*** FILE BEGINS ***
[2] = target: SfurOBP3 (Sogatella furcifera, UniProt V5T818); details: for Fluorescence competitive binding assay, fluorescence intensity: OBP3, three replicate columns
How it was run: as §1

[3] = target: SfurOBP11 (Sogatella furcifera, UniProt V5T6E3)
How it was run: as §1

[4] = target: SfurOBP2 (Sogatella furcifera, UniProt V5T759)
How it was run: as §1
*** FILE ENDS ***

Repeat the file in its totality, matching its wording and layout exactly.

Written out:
[2] = target: SfurOBP3 (Sogatella furcifera, UniProt V5T818); details: for Fluorescence competitive binding assay, fluorescence intensity: OBP3, three replicate columns
How it was run: as §1

[3] = target: SfurOBP11 (Sogatella furcifera, UniProt V5T6E3)
How it was run: as §1

[4] = target: SfurOBP2 (Sogatella furcifera, UniProt V5T759)
How it was run: as §1